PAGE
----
Council Sticks to Impact Fees

WINNSBORO (July 28, 2016) – Developers of a second phase of a Blythewood subdivision will have to pony up for impact fees, Town Council decided last week, if they want water from Winnsboro. Council’s vote during their July 19 meeting to stick to those fees, however, means Landtech Asset Management, LLC will likely draw water from the City of Columbia.

“They wanted to know if there was any wiggle room in those charges for impact fees and tap fees,” Mayor Roger Gaddy said after last week’s meeting. “They had an option to get water from us or Columbia. And I think they did what any person would do whenever they’re representing their own business, they’re going to see if there’s any way they can cut their costs.”

The development, near 502 Rimer Pond Road, represents the second stage of Coatsbridge, John Fantry, Winnsboro’s utilities attorney, explained this week. Winnsboro had previously approved 33,150 gallons of water per day for the 100 lots in the initial phase, which is currently under construction. Landtech’s request for phase one was submitted and approved prior to Winnsboro’s implementation of impact fees, which went into effect last August. When Landtech began exploring a second phase of 126 lots to Coatsbridge, they asked Council for a reduction or waiver of the impact fees.

Under the impact fee policy, residential customers are charged a one-time fee of $1,500 for water and $2,100 for sewer service. Industries pay anywhere from $1,500 for a 5/8 of an inch meter to $172,500 for a 10-inch meter. Wastewater ranges from $2,100 to $241,500, also based on meter size. The fees were recommended by a rate study undertaken by the Town last year.

“We had a rate study done and we paid like $40,000 for it and that’s their recommendation, those rates,” Town Manager Don Wood said, “and Town Council looked at it and they said that is fair and if he (the developer) wants to go to Columbia, he can investigate that.”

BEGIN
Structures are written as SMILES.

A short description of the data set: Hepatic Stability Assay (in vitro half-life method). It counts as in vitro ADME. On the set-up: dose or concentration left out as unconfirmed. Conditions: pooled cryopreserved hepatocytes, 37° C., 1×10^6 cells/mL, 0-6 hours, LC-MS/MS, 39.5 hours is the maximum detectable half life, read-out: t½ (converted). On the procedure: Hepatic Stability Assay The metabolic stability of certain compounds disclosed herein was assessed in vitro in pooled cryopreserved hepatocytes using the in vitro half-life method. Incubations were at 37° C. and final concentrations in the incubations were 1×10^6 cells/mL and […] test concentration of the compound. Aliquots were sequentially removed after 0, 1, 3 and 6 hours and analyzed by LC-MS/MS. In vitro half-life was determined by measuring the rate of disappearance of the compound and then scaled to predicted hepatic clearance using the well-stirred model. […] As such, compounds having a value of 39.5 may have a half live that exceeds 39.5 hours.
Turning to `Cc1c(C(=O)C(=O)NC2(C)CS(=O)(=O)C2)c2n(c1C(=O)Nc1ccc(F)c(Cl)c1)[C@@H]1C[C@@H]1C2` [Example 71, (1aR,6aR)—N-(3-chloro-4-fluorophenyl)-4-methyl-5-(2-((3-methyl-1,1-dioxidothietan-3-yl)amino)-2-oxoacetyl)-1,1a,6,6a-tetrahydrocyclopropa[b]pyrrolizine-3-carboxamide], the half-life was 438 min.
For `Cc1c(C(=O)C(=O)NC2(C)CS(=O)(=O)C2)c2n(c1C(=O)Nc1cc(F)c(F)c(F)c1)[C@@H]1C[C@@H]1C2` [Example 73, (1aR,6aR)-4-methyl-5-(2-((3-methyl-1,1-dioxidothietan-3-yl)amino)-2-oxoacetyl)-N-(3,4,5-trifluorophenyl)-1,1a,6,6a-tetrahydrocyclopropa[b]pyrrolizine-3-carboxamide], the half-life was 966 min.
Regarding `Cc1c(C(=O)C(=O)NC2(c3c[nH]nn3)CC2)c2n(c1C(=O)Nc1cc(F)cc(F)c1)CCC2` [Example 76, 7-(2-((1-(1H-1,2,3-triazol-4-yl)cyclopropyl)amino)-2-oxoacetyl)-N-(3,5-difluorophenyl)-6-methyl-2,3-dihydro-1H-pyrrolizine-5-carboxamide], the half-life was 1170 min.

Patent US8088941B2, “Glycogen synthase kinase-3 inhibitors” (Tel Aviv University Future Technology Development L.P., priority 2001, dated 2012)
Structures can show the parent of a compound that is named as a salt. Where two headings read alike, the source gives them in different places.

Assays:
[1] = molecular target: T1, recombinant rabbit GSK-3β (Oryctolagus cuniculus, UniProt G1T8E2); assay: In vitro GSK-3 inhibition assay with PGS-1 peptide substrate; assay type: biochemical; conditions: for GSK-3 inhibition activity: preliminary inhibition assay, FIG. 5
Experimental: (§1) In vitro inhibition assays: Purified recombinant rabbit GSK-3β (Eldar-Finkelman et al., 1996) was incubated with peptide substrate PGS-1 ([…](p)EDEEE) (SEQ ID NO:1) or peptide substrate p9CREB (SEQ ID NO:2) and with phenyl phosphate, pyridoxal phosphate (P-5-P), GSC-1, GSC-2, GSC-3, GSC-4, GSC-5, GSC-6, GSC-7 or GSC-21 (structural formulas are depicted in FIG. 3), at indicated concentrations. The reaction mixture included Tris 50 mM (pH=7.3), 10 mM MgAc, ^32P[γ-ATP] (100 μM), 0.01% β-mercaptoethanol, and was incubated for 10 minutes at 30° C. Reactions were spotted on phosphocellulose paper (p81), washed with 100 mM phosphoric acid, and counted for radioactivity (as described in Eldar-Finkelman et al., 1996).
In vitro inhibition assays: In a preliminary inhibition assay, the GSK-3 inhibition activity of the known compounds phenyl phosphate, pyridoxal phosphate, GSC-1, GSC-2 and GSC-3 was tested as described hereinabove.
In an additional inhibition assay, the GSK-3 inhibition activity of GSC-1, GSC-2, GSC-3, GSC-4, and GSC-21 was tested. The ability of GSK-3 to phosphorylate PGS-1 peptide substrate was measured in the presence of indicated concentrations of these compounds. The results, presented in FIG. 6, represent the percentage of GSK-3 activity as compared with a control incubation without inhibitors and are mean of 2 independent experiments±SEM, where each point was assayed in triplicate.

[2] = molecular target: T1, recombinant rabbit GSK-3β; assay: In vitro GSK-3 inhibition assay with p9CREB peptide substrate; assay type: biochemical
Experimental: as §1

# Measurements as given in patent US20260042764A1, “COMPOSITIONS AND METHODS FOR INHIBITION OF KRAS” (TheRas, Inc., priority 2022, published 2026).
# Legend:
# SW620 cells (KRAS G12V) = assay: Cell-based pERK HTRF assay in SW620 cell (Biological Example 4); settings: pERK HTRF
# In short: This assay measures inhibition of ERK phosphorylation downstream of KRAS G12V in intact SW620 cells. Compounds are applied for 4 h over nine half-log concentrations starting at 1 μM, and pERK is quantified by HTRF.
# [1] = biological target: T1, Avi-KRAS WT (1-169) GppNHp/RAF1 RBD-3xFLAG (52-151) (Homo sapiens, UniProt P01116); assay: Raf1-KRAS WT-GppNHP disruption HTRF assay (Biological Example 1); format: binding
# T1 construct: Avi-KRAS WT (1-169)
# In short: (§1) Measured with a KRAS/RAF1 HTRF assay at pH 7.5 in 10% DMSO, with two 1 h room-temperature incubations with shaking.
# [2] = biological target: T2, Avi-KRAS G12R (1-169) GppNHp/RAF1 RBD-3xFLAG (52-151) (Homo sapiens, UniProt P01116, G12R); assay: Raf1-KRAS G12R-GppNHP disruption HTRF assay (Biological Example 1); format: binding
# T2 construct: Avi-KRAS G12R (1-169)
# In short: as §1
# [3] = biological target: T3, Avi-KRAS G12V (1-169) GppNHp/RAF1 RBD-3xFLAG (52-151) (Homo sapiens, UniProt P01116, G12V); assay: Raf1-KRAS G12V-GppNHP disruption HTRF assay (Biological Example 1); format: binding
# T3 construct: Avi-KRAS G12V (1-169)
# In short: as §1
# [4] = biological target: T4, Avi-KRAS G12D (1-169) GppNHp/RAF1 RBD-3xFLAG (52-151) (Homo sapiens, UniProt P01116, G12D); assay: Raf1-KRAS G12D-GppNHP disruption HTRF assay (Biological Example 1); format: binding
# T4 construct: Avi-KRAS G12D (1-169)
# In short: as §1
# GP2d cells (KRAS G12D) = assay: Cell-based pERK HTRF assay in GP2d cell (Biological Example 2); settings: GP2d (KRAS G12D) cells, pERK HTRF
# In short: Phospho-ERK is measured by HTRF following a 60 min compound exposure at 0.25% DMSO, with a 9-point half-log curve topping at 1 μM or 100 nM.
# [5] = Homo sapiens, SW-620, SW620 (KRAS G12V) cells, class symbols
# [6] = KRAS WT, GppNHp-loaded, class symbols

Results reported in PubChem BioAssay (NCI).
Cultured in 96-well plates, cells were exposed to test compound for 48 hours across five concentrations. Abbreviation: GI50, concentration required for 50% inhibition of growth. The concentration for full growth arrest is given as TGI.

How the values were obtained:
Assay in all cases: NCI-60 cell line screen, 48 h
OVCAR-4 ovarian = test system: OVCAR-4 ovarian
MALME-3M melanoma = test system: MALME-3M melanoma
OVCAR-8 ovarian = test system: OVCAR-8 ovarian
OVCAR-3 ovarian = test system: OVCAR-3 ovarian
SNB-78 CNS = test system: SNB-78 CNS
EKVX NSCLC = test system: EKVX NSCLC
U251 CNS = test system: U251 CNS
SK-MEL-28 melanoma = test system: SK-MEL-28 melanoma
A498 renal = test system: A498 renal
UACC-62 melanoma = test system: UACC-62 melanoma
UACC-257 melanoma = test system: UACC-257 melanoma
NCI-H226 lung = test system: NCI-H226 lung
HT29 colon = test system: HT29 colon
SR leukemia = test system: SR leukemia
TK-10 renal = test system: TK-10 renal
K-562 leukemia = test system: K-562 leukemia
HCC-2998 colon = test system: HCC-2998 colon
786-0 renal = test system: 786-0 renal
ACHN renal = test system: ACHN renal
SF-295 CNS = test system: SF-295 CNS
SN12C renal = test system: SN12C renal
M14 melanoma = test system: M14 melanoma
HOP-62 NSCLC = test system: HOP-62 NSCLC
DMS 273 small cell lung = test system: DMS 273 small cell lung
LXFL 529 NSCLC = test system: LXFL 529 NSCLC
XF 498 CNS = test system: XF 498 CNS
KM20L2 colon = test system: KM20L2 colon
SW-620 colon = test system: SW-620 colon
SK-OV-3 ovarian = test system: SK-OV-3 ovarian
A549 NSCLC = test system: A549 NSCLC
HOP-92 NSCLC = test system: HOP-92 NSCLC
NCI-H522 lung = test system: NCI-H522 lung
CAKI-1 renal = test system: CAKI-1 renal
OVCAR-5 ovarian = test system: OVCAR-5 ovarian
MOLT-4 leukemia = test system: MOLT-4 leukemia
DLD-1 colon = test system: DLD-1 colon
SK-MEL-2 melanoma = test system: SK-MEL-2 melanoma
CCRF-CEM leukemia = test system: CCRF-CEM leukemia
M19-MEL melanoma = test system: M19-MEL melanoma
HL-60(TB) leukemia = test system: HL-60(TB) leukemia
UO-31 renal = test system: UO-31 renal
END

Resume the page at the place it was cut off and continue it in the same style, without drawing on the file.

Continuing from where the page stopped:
Fantry said Council has been weighing the Landtech request for several weeks. At issue, he said, was the choice between adding 126 potential customers to the system versus collecting fees designed to keep that system viable over the long term.

“That’s 126 additional customers at approximately 300 gallons per day per home,” Fantry said. “That’s a chunk of money, too. If we don’t provide some incentive to the developer, those customers will never come onto our system.”

The development, Fantry said, is on the tail end of Winnsboro’s system where developers have a choice between Winnsboro and Columbia water.

“If this developer jumps (to Columbia), others may follow,” Fantry said, “and that end of the system will be under-used.”

But, Fantry added, if Council waived or reduced fees for Landtech, they would be setting a precedent for the next developer, and the next.

“Council felt they needed to stay the course with the development fees,” Fantry said.

“The more customers we put on, the more infrastructure we have to build,” Gaddy said. “Since we have such a low margin on water, we have to have an impact fee to help support the infrastructure we have to put in. The more we add down there on that far end the more we have to start looking at another water tank.”

And that, Gaddy said, could run into the million-dollar range.

 

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